The deadline has passed, and all of the names you’ll see on the ballot have been tallied and all of our campaigns will be shifting into the final gear. I wanted to take a moment and talk to you about experience – and why it matters. If you’re one of the many people across Idaho who has had the opportunity to hear myself, and my opponents talk in person, you’re more than familiar with a line my opponents like to use often - “experience matters”.
Those two simple words, that I do not disagree with, I feel are meant to be disparaging and cast doubt about my youth and the fact that I’ve not held office before – I believe they do the exact opposite. Though my opponents will go on at length about the numerous committees, councils, panels, offices, and appointments that they’ve held over the years, you’ll not hear similar testimony from me, because I’m not a career politician, I don’t have a voting record to pick apart – instead I talk about my experience that has taken me around the world, taken me into combat, and put me in a place where I’m responsible for thousands of lives every year as a commercial pilot. I talk about starting my own small business, and pioneering in the drone sector, and I talk a lot about mentors and the people that have had a profound influence on my life, leadership style, and who I am today.
Why do I feel like I can say that Idaho would be proud of me as a conservative Representative of the people? What do I mean when I say experience matters? More Idahoans each day are becoming familiar with me through my campaign, at speaking engagements and campaign stops across the state, and more Idahoans every day are making the commitment to vote for me, this May.
One of the things I’ve heard most, in each county I’ve had the opportunity to visit these past few months, is that my “grandfather would be proud” and that my running is refreshing, and gives people hope. The reason so many people across Idaho know my grandfather so well is because he made a name for himself as the Representative for District 3B. While the people of Idaho knew him for his public work I was fortunate to know him as my grandfather, the patriarch of our family, an avid outdoorsman, fisherman, and as a teacher.
Over the years I learned many things from my grandfather, a lot of which was learned through observation. I watched how he carried himself in our community of Post Falls, and how he listened to the people around him. He showed me that as much as listening is important, it’s equally as important to speak your mind, to gather the facts, and prepare the best plan.
I don’t know if he meant to teach me patience through the building of RC airplanes, but he did – I also was shown that attention to details, no matter how small, are worth the extra time in order to make sure you get it right.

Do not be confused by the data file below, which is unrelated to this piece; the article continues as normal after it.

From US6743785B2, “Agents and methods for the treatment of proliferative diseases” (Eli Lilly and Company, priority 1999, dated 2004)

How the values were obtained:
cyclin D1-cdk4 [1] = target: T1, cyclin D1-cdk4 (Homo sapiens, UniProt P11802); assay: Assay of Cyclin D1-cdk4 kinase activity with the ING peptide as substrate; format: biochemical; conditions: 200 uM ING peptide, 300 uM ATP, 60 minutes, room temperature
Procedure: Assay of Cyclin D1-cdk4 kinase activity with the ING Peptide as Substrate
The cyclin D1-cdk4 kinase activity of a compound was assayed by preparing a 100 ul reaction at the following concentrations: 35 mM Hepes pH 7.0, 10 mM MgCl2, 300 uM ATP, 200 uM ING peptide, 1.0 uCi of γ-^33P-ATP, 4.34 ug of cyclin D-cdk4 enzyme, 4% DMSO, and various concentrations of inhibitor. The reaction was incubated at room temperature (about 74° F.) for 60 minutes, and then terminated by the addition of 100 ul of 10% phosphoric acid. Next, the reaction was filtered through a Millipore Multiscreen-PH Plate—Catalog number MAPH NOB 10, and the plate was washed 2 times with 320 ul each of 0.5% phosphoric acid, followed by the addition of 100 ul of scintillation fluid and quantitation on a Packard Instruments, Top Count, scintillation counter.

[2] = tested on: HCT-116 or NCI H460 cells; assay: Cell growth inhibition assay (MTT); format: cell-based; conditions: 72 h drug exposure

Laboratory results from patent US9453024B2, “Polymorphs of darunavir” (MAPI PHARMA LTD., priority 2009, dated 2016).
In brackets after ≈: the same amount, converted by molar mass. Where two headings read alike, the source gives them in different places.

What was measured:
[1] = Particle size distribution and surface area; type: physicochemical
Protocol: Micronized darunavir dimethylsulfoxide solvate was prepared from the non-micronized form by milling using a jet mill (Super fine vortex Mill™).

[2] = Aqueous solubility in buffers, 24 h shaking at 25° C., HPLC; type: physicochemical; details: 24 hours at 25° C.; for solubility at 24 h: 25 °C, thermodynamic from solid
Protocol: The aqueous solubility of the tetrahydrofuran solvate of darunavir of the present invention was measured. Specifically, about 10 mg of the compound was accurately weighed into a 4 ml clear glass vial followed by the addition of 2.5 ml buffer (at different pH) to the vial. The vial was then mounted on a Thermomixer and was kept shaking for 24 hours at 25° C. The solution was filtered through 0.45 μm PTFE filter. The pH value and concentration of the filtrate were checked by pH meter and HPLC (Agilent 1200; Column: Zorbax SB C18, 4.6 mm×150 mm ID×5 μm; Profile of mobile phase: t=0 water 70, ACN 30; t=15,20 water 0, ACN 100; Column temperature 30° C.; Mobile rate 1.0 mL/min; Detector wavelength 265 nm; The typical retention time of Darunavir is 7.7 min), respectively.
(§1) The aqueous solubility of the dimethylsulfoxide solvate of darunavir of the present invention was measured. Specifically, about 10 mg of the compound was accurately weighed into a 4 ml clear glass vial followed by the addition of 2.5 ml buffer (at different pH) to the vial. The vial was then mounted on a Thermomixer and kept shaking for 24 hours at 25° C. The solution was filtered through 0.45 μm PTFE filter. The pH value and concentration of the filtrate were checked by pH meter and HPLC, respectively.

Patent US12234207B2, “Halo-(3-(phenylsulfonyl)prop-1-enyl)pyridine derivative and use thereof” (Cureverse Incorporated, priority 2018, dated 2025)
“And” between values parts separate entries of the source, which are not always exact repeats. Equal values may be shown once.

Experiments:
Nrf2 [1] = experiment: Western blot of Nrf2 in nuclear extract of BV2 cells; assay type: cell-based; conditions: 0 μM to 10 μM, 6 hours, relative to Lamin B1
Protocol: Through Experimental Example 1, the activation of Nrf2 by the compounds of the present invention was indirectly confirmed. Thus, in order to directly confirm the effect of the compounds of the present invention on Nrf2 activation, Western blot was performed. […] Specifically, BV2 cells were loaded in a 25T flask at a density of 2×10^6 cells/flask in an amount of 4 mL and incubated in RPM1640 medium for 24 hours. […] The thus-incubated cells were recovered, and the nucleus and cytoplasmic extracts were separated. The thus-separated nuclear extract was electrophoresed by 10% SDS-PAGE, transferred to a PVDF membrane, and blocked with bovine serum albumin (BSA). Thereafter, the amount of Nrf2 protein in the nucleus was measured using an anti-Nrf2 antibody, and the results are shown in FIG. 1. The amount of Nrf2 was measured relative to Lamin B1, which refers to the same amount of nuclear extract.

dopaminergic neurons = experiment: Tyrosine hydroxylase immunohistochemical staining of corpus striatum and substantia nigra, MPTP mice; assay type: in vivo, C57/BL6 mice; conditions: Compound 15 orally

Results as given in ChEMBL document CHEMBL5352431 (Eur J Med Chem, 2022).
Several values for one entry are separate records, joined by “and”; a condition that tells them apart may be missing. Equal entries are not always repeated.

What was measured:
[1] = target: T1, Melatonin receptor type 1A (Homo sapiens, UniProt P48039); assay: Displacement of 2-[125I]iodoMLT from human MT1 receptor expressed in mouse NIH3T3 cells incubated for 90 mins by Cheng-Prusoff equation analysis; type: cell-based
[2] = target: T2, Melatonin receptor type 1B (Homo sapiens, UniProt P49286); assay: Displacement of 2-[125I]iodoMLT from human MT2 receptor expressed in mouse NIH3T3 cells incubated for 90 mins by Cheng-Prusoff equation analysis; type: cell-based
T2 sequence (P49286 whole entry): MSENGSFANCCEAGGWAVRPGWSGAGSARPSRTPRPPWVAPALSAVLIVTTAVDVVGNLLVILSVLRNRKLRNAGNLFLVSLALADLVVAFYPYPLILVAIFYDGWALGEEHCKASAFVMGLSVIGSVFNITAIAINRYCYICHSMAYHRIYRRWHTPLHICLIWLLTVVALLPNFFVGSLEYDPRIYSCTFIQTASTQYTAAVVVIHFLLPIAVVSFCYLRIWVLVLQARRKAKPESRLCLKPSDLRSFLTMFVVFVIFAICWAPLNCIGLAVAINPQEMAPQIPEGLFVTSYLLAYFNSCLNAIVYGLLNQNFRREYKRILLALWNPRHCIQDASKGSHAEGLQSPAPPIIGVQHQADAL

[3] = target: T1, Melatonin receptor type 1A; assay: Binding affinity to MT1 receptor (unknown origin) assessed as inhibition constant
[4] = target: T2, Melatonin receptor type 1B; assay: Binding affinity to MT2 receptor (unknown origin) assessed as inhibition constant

When teaching me to camp and to fish he taught the lesson of being prepared – just as you would expect an Eagle Scout and former Scoutmaster to. Anyone who knew my grandfather knows that as an outdoorsman he had a respect for the land and was a steward of our forests and lakes – he always wanted them to be there for us to use for camping, fishing, hunting, and for our resource industry to thrive.
In watching him interact with my grandmother Lillian, my aunts and uncles, and all of their grandchildren he taught me the importance of family and loyalty – he embodied all of the great qualities of an honest, hard working, family man and that impression stays with me to this day.
Any of you that knew my grandfather knew he was also a bit of a joker, he enjoyed a good story, and would got to great length to engage the imagination. He was the founding father of the “Royal Order of the Pinecone” and inducted the whole family and his closest friends into this otherwise non-existent organization – it was just an excuse to give lengthy speeches laced with jokes and skits to the entertainment of all of us, in later years we were all participating in the showmanship. He was the kind of grandfather who would spend the morning burying a cake tin full of candy and plastic jewels on the lakeshore, just so we could go on a treasure hunt that afternoon and dig it back up – believing we had uncovered the buried treasure of the Lake Coeur d’Alene pirates.
Experience matters, and my experience is built up of many unique parts. Combat duty is something you can not recreate in the boardroom, or in a college course. There’s no experience in passing legislation that will compare to facing a wall of bullets and fire with your closest brothers, on the razors edge of life and death. The experience of starting a business, failing, and then using those lessons and starting another one and succeeding will Trump, in my eyes, the experience of having been appointed to a panel somewhere. Above all else the experience of having been mentored buy some of the greatest people I have known is invaluable, and my Grandfather, Frank Henderson, is truly one of the greatest men I’ve ever known.
Lessons like listening, patience, commitment, family, humor, and professionalism taught by him might as well have been a graduate program in experience that matters. I was more than fortunate to have had him in my life, and I am a better man for having grown up with him as a mentor.
I will always strive to make my family proud, but beyond that I seek to make each and every one of you – proud too. I am as fed up with Washington DC as you are, that is why I’m in this race, because I want to continue my Grandfathers legacy of being an exceptional leader, and a good man – and I want Idahoans to wake up each day knowing that they are being represented, honored, and made proud in Washington DC.
This May 15th, I’m asking that you #PICKNICK and vote for me. Vote for the experience that matters, not the career politician that seems to think they’re owed an office simply by having held a different office already. Vote for one of you, for someone you would be proud of. Vote for me.